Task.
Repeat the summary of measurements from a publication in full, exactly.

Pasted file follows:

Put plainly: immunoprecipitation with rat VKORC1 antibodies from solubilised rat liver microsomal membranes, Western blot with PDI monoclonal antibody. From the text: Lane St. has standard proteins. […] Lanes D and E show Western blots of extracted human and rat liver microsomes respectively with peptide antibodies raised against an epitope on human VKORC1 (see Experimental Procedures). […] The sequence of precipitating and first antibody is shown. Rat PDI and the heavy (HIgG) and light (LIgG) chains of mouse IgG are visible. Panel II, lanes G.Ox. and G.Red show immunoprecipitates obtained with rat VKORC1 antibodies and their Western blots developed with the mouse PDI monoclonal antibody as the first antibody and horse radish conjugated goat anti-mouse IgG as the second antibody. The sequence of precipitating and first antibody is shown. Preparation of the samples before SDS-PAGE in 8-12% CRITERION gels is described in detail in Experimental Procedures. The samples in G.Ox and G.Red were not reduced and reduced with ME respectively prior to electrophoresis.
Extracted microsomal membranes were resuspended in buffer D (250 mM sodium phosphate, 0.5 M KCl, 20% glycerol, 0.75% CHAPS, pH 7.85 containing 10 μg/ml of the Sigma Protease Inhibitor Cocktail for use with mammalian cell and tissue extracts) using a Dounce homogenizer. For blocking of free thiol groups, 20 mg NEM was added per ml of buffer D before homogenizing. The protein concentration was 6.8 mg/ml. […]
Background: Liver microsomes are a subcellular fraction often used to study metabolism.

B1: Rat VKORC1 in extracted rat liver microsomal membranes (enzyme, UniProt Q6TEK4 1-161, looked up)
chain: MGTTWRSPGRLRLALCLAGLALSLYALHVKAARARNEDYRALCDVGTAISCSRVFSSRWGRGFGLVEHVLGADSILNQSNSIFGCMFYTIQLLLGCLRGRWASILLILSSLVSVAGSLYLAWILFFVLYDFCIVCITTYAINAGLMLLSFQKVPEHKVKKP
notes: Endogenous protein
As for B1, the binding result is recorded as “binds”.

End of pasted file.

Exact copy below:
Put plainly: immunoprecipitation with rat VKORC1 antibodies from solubilised rat liver microsomal membranes, Western blot with PDI monoclonal antibody. From the text: Lane St. has standard proteins. […] Lanes D and E show Western blots of extracted human and rat liver microsomes respectively with peptide antibodies raised against an epitope on human VKORC1 (see Experimental Procedures). […] The sequence of precipitating and first antibody is shown. Rat PDI and the heavy (HIgG) and light (LIgG) chains of mouse IgG are visible. Panel II, lanes G.Ox. and G.Red show immunoprecipitates obtained with rat VKORC1 antibodies and their Western blots developed with the mouse PDI monoclonal antibody as the first antibody and horse radish conjugated goat anti-mouse IgG as the second antibody. The sequence of precipitating and first antibody is shown. Preparation of the samples before SDS-PAGE in 8-12% CRITERION gels is described in detail in Experimental Procedures. The samples in G.Ox and G.Red were not reduced and reduced with ME respectively prior to electrophoresis.
Extracted microsomal membranes were resuspended in buffer D (250 mM sodium phosphate, 0.5 M KCl, 20% glycerol, 0.75% CHAPS, pH 7.85 containing 10 μg/ml of the Sigma Protease Inhibitor Cocktail for use with mammalian cell and tissue extracts) using a Dounce homogenizer. For blocking of free thiol groups, 20 mg NEM was added per ml of buffer D before homogenizing. The protein concentration was 6.8 mg/ml. […]
Background: Liver microsomes are a subcellular fraction often used to study metabolism.

B1: Rat VKORC1 in extracted rat liver microsomal membranes (enzyme, UniProt Q6TEK4 1-161, looked up)
chain: MGTTWRSPGRLRLALCLAGLALSLYALHVKAARARNEDYRALCDVGTAISCSRVFSSRWGRGFGLVEHVLGADSILNQSNSIFGCMFYTIQLLLGCLRGRWASILLILSSLVSVAGSLYLAWILFFVLYDFCIVCITTYAINAGLMLLSFQKVPEHKVKKP
notes: Endogenous protein
As for B1, the binding result is recorded as “binds”.